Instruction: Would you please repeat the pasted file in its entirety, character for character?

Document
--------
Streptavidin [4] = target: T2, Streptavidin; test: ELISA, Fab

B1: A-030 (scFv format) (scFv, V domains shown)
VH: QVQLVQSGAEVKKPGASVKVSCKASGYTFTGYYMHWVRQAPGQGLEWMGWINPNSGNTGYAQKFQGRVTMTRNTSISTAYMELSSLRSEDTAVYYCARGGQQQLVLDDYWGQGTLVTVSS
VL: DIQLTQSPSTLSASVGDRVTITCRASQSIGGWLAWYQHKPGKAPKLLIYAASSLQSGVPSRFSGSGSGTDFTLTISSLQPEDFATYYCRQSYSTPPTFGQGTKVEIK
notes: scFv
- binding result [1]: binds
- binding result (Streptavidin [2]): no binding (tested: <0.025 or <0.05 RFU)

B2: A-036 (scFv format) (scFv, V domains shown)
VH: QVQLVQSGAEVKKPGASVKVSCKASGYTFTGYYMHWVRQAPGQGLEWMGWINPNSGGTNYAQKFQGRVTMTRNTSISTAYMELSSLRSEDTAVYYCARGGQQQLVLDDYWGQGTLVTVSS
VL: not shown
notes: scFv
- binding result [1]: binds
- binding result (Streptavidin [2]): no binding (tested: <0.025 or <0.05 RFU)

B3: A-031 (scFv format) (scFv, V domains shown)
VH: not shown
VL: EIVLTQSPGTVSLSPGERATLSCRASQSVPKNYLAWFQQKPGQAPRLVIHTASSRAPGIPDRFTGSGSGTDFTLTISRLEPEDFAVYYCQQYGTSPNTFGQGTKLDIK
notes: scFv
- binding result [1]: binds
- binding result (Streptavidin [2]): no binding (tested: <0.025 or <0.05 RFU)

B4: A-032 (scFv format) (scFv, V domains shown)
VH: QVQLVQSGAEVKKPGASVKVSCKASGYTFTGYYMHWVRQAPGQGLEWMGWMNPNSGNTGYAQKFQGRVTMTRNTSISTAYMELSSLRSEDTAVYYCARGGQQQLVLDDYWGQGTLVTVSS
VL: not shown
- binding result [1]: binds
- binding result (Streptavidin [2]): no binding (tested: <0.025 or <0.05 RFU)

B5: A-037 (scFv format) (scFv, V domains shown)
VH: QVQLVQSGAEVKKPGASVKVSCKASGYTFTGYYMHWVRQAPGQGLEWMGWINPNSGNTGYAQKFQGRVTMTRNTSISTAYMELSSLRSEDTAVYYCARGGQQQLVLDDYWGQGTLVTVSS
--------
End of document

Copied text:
Streptavidin [4] = target: T2, Streptavidin; test: ELISA, Fab

B1: A-030 (scFv format) (scFv, V domains shown)
VH: QVQLVQSGAEVKKPGASVKVSCKASGYTFTGYYMHWVRQAPGQGLEWMGWINPNSGNTGYAQKFQGRVTMTRNTSISTAYMELSSLRSEDTAVYYCARGGQQQLVLDDYWGQGTLVTVSS
VL: DIQLTQSPSTLSASVGDRVTITCRASQSIGGWLAWYQHKPGKAPKLLIYAASSLQSGVPSRFSGSGSGTDFTLTISSLQPEDFATYYCRQSYSTPPTFGQGTKVEIK
notes: scFv
- binding result [1]: binds
- binding result (Streptavidin [2]): no binding (tested: <0.025 or <0.05 RFU)

B2: A-036 (scFv format) (scFv, V domains shown)
VH: QVQLVQSGAEVKKPGASVKVSCKASGYTFTGYYMHWVRQAPGQGLEWMGWINPNSGGTNYAQKFQGRVTMTRNTSISTAYMELSSLRSEDTAVYYCARGGQQQLVLDDYWGQGTLVTVSS
VL: not shown
notes: scFv
- binding result [1]: binds
- binding result (Streptavidin [2]): no binding (tested: <0.025 or <0.05 RFU)

B3: A-031 (scFv format) (scFv, V domains shown)
VH: not shown
VL: EIVLTQSPGTVSLSPGERATLSCRASQSVPKNYLAWFQQKPGQAPRLVIHTASSRAPGIPDRFTGSGSGTDFTLTISRLEPEDFAVYYCQQYGTSPNTFGQGTKLDIK
notes: scFv
- binding result [1]: binds
- binding result (Streptavidin [2]): no binding (tested: <0.025 or <0.05 RFU)

B4: A-032 (scFv format) (scFv, V domains shown)
VH: QVQLVQSGAEVKKPGASVKVSCKASGYTFTGYYMHWVRQAPGQGLEWMGWMNPNSGNTGYAQKFQGRVTMTRNTSISTAYMELSSLRSEDTAVYYCARGGQQQLVLDDYWGQGTLVTVSS
VL: not shown
- binding result [1]: binds
- binding result (Streptavidin [2]): no binding (tested: <0.025 or <0.05 RFU)

B5: A-037 (scFv format) (scFv, V domains shown)
VH: QVQLVQSGAEVKKPGASVKVSCKASGYTFTGYYMHWVRQAPGQGLEWMGWINPNSGNTGYAQKFQGRVTMTRNTSISTAYMELSSLRSEDTAVYYCARGGQQQLVLDDYWGQGTLVTVSS